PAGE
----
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Old 10-03-2013, 11:45   #16
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Re: Lightning Dissipator -- Any Good?

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Originally Posted by Dockhead View Post
. Does anyone know whether they actually work or not? Worthwhile?
In one of the previous 354,221,87683,9998776444277 threads on the exact same subject we had an insurance guy come on and say that they did a check of claims and there was no statistical difference if you use a lightning rod or do not.

But I don't have good enough Internet to try a search for the thread.

Like Elvis being alive, the CIA running the White House and Guns are Good, the belief if in the eye of the holder (!)..... As most who use lightning rods are Americans...


Go figure!


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Old 10-03-2013, 11:54   #17
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Re: Lightning Dissipator -- Any Good?

NASA which has some really tall and really expensive stuff in the biggest lightning strike state and some really brainy people (yes they are rocket scientists) does not use them. their research shows that a lightning rod with a 3/16" diameter rounded tip, not pointed, is best.
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Old 10-03-2013, 12:07   #18
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Re: Lightning Dissipator -- Any Good?

Dockhead,

About 20 years ago these brush things appeared on the scene. Initial field experience suggested that they might work. However, after 20 years the statistics suggest they do neither harm nor good. I do not have one of the brush things on my boat.

The gas arrestors can help save your VHF or other coaxial fed equipment but they do not protect other things. They assume the DC and AC wiring is protected by some other means. Look at the arrestor you are considering. It should have a bolt on the side for connecting a ground strap or wire. This strap or wire is to be installed by the user and should be extremely short (<1M if possible) and directly connected to something immersed in salt water (e.g. keel or through hull). In cell tower installations these arrestors will be mounted to a conducting plate in the wall where the coax cables enter the building. This plate will be grounded with a low inductance connection to earthing rods. They are not guaranteed to work but they often do work. Sometimes after a lightning strike the arrestor will be destroyed or damaged so be sure you remember where they are installed and check them periodically.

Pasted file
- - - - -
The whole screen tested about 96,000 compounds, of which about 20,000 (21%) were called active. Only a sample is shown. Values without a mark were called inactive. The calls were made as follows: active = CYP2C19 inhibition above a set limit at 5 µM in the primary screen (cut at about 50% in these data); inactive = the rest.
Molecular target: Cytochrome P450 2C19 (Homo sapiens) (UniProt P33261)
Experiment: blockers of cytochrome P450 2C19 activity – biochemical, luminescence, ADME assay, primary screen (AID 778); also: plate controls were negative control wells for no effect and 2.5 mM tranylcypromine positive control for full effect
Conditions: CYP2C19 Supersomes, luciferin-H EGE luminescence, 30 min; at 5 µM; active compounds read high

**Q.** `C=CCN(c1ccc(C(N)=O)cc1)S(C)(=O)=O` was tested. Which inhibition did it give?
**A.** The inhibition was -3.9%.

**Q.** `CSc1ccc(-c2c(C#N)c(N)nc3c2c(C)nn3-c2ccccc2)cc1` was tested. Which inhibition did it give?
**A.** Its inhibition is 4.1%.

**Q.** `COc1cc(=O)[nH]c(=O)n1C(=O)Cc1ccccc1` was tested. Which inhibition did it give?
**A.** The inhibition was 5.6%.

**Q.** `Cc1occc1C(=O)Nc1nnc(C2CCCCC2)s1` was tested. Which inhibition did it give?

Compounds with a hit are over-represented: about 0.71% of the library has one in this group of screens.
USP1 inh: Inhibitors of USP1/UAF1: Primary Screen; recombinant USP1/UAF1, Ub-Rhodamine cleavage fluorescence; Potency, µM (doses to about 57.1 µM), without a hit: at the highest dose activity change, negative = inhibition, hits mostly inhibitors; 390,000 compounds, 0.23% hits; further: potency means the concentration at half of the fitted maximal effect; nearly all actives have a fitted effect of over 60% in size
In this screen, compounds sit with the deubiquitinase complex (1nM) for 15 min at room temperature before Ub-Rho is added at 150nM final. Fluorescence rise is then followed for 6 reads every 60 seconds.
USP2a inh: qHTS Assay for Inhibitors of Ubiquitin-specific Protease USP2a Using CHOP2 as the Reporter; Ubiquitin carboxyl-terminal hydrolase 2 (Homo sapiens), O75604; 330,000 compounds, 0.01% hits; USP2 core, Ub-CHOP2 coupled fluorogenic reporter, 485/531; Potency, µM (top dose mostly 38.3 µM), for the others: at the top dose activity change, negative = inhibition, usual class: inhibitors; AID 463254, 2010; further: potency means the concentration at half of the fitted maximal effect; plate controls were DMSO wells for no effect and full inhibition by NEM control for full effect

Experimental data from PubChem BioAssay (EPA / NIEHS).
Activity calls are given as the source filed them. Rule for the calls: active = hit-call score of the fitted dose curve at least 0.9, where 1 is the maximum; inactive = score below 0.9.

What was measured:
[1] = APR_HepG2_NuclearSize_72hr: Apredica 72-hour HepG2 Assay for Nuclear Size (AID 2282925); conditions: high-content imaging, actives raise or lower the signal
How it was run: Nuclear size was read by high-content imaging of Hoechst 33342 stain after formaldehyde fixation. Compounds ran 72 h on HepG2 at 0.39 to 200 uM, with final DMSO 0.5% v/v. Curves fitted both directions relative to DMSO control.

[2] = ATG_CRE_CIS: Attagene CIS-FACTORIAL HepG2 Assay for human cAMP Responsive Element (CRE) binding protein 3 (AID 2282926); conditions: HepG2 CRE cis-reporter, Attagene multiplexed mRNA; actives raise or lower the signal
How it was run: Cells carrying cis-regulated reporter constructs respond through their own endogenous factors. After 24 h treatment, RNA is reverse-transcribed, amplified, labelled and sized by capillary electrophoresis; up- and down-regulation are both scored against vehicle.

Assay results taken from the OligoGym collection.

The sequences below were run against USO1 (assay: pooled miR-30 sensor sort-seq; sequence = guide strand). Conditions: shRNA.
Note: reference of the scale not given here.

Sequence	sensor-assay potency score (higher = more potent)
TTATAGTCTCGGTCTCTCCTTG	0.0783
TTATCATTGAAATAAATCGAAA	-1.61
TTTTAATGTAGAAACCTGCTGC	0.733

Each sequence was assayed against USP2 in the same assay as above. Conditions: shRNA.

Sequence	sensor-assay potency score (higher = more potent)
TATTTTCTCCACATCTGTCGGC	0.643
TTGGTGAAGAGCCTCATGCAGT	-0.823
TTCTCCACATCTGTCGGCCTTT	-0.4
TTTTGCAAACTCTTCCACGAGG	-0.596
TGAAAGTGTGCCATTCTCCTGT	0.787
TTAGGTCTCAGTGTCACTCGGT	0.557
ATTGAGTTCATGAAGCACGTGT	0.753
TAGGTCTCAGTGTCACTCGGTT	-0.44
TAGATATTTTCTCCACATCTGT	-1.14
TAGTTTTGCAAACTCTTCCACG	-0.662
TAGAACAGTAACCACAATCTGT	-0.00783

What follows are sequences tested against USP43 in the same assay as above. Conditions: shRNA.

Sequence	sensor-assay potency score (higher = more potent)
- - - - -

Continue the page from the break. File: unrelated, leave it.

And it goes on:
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Old 10-03-2013, 13:31   #19
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Re: Lightning Dissipator -- Any Good?

Lego works too!s/v Bella Star: How to Prevent a Lightning Strike
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Old 10-03-2013, 13:49   #20
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Re: Lightning Dissipator -- Any Good?

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Originally Posted by Dockhead View Post
Where I sail, one often sees these:

Boat Lightning Static Dissipater

On people's mastheads. Does anyone know whether they actually work or not? Worthwhile?
Gord & MarkJ are right. Even if the dissipators work, your boat has no protection from side flashes. So a neighbors boat might get hit and be fine, but your gets hit by the side flash, taking out all your electronics. That's just the way it is.

If you dig around enough here you'll find a post by an academic that started his own lightning protection company for boats. I also remember seeing it in one of the sailing magazines. Oh, wait, here it is


Coincidentally, most boats get hit in a marina. Is that:

a) just statics as most non-trailered boats spend most of their time in a marina?
b) due to the fact you have a bunch of high metal objects all bunched together?
c) irrelevant as you can't exactly model where lighting will hit anyway?
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Old 10-03-2013, 15:15   #21
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Re: Lightning Dissipator -- Any Good?

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Standard equipment on Jetplanes.
Static wicks on aircraft are not intended to protect from lighting strikes. They're supposed to dissipate static buildup that interferes with radio communications.
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Old 10-03-2013, 16:19   #22
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Re: Lightning Dissipator -- Any Good?

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Originally Posted by s/v Jedi View Post
1. First thing you must do, if you do anything about lightning strike management, is create a bonding system with special arrangements for lightning strikes. This means a bronze plate under the boat where the mast is and then a thick AWG6 or better cable from the base of the mast to this plate without any tight bends. This provides a path to the water for a charge without punching holes through the hull or through crew members towards other metal or plumbing etc.

Yes, if you have a cat you're in trouble :)
Au Contraire. We have a 0000AWG wire connected by a brute of a fitting directly to our mast, terminating on the other end in a tinned copper electrode containing over 6' of edge surface and hanging straight down from the mast into the water.

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Old 10-03-2013, 16:34   #23